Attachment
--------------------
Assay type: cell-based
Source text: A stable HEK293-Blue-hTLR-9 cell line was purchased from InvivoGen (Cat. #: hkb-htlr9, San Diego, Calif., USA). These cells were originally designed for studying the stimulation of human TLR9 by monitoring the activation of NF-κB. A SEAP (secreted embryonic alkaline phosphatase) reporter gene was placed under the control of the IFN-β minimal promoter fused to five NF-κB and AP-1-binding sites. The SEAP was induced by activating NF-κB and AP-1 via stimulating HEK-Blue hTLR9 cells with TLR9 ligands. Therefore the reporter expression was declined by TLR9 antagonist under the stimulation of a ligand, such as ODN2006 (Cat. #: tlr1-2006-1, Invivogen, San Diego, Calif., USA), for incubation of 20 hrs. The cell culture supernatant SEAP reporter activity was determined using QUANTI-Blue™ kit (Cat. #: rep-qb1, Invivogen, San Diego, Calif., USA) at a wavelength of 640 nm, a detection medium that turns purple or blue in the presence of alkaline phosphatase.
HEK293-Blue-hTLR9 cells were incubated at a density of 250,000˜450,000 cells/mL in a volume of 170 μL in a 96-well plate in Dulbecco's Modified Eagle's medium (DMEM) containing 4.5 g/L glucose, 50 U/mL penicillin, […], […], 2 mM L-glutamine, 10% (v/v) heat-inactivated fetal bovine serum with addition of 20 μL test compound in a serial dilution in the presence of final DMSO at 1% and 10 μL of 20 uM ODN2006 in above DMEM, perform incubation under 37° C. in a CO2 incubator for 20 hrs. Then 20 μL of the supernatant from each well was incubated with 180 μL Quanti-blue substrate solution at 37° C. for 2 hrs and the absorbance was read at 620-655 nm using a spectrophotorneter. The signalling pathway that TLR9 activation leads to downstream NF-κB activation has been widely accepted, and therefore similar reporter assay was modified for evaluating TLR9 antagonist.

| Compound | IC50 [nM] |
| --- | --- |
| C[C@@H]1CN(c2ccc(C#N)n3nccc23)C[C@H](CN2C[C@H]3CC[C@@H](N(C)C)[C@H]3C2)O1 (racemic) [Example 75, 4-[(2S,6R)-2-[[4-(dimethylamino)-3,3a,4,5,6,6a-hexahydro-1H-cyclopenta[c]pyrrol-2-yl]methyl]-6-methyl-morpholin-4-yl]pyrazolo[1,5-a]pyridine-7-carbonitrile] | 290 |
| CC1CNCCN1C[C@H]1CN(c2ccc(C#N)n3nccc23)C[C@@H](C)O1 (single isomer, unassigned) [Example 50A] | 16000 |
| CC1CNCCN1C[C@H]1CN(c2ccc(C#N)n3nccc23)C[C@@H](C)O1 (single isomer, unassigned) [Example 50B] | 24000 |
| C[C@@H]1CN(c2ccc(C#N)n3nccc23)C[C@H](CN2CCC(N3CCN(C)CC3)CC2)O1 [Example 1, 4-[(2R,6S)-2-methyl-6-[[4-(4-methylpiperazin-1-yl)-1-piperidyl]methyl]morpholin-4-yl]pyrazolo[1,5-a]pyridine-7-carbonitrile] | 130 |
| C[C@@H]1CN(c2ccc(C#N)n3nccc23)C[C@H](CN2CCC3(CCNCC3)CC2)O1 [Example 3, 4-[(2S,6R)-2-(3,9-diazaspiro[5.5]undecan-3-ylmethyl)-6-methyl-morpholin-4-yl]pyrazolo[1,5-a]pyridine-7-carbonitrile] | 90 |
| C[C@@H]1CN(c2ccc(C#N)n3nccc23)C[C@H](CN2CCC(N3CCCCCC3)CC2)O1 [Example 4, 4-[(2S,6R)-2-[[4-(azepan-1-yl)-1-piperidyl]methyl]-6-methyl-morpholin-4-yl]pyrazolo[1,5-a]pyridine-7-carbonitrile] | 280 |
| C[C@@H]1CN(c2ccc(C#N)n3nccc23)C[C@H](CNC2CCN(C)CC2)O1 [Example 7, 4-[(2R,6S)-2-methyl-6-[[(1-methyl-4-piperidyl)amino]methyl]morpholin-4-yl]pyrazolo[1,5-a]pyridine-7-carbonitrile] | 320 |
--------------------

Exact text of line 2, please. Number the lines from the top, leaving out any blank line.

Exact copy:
Source text: A stable HEK293-Blue-hTLR-9 cell line was purchased from InvivoGen (Cat. #: hkb-htlr9, San Diego, Calif., USA). These cells were originally designed for studying the stimulation of human TLR9 by monitoring the activation of NF-κB. A SEAP (secreted embryonic alkaline phosphatase) reporter gene was placed under the control of the IFN-β minimal promoter fused to five NF-κB and AP-1-binding sites. The SEAP was induced by activating NF-κB and AP-1 via stimulating HEK-Blue hTLR9 cells with TLR9 ligands. Therefore the reporter expression was declined by TLR9 antagonist under the stimulation of a ligand, such as ODN2006 (Cat. #: tlr1-2006-1, Invivogen, San Diego, Calif., USA), for incubation of 20 hrs. The cell culture supernatant SEAP reporter activity was determined using QUANTI-Blue™ kit (Cat. #: rep-qb1, Invivogen, San Diego, Calif., USA) at a wavelength of 640 nm, a detection medium that turns purple or blue in the presence of alkaline phosphatase.